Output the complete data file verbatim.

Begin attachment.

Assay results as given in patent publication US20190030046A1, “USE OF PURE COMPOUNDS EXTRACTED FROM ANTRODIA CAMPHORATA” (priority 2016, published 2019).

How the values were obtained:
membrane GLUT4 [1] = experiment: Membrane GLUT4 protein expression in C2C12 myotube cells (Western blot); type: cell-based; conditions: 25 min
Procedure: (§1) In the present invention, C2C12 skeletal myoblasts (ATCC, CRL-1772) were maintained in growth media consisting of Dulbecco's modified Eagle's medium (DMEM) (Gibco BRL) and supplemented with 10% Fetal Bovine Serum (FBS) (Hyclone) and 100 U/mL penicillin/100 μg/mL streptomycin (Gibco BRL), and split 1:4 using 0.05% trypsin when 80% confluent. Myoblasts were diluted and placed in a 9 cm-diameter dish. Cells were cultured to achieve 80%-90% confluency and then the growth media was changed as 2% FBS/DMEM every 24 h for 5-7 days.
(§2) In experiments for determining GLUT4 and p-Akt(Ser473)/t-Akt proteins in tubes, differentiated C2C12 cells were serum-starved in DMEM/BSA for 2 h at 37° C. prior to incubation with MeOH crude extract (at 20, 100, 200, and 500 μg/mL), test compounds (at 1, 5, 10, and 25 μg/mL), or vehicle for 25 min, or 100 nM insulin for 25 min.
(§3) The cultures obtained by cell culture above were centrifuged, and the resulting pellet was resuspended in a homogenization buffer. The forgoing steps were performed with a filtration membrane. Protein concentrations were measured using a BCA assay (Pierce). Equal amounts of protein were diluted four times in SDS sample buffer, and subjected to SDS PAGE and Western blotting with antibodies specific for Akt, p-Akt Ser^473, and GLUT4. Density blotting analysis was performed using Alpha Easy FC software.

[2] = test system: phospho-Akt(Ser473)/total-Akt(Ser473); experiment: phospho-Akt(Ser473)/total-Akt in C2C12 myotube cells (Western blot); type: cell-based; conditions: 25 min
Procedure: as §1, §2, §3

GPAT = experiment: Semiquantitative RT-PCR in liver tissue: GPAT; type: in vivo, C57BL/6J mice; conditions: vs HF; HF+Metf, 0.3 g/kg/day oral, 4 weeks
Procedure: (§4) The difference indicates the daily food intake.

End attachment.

Assay results as given in patent publication US20190030046A1, “USE OF PURE COMPOUNDS EXTRACTED FROM ANTRODIA CAMPHORATA” (priority 2016, published 2019).

How the values were obtained:
membrane GLUT4 [1] = experiment: Membrane GLUT4 protein expression in C2C12 myotube cells (Western blot); type: cell-based; conditions: 25 min
Procedure: (§1) In the present invention, C2C12 skeletal myoblasts (ATCC, CRL-1772) were maintained in growth media consisting of Dulbecco's modified Eagle's medium (DMEM) (Gibco BRL) and supplemented with 10% Fetal Bovine Serum (FBS) (Hyclone) and 100 U/mL penicillin/100 μg/mL streptomycin (Gibco BRL), and split 1:4 using 0.05% trypsin when 80% confluent. Myoblasts were diluted and placed in a 9 cm-diameter dish. Cells were cultured to achieve 80%-90% confluency and then the growth media was changed as 2% FBS/DMEM every 24 h for 5-7 days.
(§2) In experiments for determining GLUT4 and p-Akt(Ser473)/t-Akt proteins in tubes, differentiated C2C12 cells were serum-starved in DMEM/BSA for 2 h at 37° C. prior to incubation with MeOH crude extract (at 20, 100, 200, and 500 μg/mL), test compounds (at 1, 5, 10, and 25 μg/mL), or vehicle for 25 min, or 100 nM insulin for 25 min.
(§3) The cultures obtained by cell culture above were centrifuged, and the resulting pellet was resuspended in a homogenization buffer. The forgoing steps were performed with a filtration membrane. Protein concentrations were measured using a BCA assay (Pierce). Equal amounts of protein were diluted four times in SDS sample buffer, and subjected to SDS PAGE and Western blotting with antibodies specific for Akt, p-Akt Ser^473, and GLUT4. Density blotting analysis was performed using Alpha Easy FC software.

[2] = test system: phospho-Akt(Ser473)/total-Akt(Ser473); experiment: phospho-Akt(Ser473)/total-Akt in C2C12 myotube cells (Western blot); type: cell-based; conditions: 25 min
Procedure: as §1, §2, §3

GPAT = experiment: Semiquantitative RT-PCR in liver tissue: GPAT; type: in vivo, C57BL/6J mice; conditions: vs HF; HF+Metf, 0.3 g/kg/day oral, 4 weeks
Procedure: (§4) The difference indicates the daily food intake.